Register | Forgot Your Password? | Close
Bonneville Phoenix Network
 KTAR News
 Arizona Sports
Login or Register

MELBOURNE, Australia (AP) - Adam Scott successfully defended his Australian Masters title for his second victory in two weeks, scrambling Sunday for an even-par 71 and a two-shot victory over Matt Kuchar at wind-swept Royal Melbourne.

Scott won the Australian PGA last week in his first event in Australia since winning the U.S. Masters in April.

American Matt Kuchar, ahead by two strokes with four to play and even with Scott with one to go, double-bogeyed the 18th after taking two shots to get out of a bunker. Kuchar had a 68 to finish second.

Vijay Singh, one of four players tied for second at the start of play, finished third after a 71, four behind playing partner Scott. The 50-year-old Fijian was attempting to win for the first time since 2008.

Scott, who finished at 14-under 270, began the day with a comfortable lead, lost it on the back nine, then wrestled it back.

He will now try to win the so-called Australian Triple Crown at the Australian Open at Royal Sydney in two weeks. Before that, he will partner Jason Day for Australia at the World Cup next week, again at Royal Melbourne.

Kuchar took the lead when Scott made a double bogey on the 14th as he dealt with a plugged lie in a bunker, while Kuchar in the preceding group made a birdie at the 15th.

The situation was reversed a hole later when Scott also birdied the 15th and the American bogeyed the 16th.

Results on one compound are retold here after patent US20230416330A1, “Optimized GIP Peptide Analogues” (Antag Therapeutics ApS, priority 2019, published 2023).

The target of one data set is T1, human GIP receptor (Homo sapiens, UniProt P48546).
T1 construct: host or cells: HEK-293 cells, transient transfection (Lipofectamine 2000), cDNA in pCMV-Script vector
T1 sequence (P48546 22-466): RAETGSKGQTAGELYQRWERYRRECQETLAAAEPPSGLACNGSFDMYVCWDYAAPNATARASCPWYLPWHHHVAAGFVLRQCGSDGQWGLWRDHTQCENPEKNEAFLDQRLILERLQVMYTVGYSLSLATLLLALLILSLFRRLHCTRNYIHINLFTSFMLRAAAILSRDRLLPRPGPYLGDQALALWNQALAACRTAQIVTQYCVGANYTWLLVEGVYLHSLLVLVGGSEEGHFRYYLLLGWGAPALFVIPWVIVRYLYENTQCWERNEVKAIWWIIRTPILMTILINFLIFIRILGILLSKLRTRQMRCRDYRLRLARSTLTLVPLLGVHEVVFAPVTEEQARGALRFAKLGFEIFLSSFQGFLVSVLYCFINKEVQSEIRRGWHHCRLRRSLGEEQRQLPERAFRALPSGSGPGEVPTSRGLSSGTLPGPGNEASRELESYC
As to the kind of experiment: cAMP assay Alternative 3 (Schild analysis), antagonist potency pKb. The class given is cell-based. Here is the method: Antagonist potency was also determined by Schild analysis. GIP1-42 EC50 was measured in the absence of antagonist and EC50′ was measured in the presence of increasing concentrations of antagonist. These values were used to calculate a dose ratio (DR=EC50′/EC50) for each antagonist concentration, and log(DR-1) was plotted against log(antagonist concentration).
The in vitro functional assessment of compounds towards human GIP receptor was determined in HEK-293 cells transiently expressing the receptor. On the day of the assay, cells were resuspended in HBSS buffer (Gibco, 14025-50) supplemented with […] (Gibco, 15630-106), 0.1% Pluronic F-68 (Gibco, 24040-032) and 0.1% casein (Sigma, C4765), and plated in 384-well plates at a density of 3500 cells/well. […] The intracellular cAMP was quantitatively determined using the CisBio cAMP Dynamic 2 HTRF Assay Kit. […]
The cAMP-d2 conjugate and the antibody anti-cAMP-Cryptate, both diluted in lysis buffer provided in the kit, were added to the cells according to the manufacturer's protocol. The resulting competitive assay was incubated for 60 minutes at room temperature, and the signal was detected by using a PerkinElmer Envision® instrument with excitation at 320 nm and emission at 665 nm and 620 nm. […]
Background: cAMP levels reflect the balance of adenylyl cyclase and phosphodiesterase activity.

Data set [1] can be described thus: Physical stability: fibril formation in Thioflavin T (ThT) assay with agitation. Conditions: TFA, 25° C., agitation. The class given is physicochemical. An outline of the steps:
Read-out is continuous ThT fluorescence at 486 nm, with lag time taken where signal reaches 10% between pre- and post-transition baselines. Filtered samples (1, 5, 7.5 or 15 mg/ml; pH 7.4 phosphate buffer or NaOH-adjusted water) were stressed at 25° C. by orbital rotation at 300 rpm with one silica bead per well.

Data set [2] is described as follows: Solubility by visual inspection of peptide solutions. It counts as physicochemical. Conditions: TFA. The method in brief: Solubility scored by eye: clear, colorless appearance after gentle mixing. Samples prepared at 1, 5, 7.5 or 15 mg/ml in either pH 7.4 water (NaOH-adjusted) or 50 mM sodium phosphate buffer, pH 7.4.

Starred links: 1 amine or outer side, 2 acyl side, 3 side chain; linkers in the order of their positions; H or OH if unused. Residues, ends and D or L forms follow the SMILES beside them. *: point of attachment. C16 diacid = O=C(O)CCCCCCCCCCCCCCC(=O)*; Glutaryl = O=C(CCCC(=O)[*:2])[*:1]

Scott had led by four strokes at the start of the round and by five shots late on the front nine. His faltering on the back nine revived memories of the 2012 British Open when he bogeyed the final four holes to lose by a shot, but this time he was able to recover and finish on top.

"I usually like looking at the leaderboard, but it wasn't enjoyable today," Scott said of the numerous lead changes. "I made a lot of errors, but I managed to hang on despite being a little shaky out there."

His day got off to an ominous start. His birdie putt from three feet lipped out while Singh had a tap-in birdie to reduce the lead to three, but a Singh bogey on the second restored the four-shot gap.

While Scott and Singh dueled in the final group, Kuchar, who will team with Kevin Streelman for the United States at the World Cup, moved up the leaderboard.

The American bogeyed the first hole, but birdies on five of the next eight left him as Scott's closest pursuer. He birdied the 11th and then the 15th to take the lead for the first time in the tournament before his late collapse.

"It's never fun, the 72nd hole, but it can happen any time," Kuchar said. "I tried on the last hole to stay aggressive and hit a good quality shot and I thought I had.

"The thing about Royal Melbourne is you can really pay the price for just being off if you play aggressively. It's certainly a rough way to end it but that's kind of the nature of the game."

Jarrod Lyle, playing in his first tournament in 20 months since his recovery from his second bout of leukemia, finished with an 8-over 79, including bogeys on his final three holes. He didn't expect to make the cut.

At the 18th, the large gallery applauded, even playing partner Michael Long, as Lyle walked gingerly around the green.

"I played five days in a row, including the pro-am, and the last nine holes I started to feel it," Lyle said. "I got around, and it's not the end I wanted. But it's better than I thought it would be: three good rounds and one shocker, that's golf."


(Copyright 2013 The Associated Press. All rights reserved. This material may not be published, broadcast, rewritten or redistributed.)
share this story:
Attention ArizonaSports.com Comment Users: We have recently changed our comments boards.
We would like you to be part of the conversation with all fans of Arizona sports teams by logging in with your Facebook, Twitter, Google+ or Disqus account. Existing Arizona Sports (KTAR) account members will need to create a Disqus account or use one of the aforementioned social media logins. Thank you.
comments powered by Disqus
close

Share: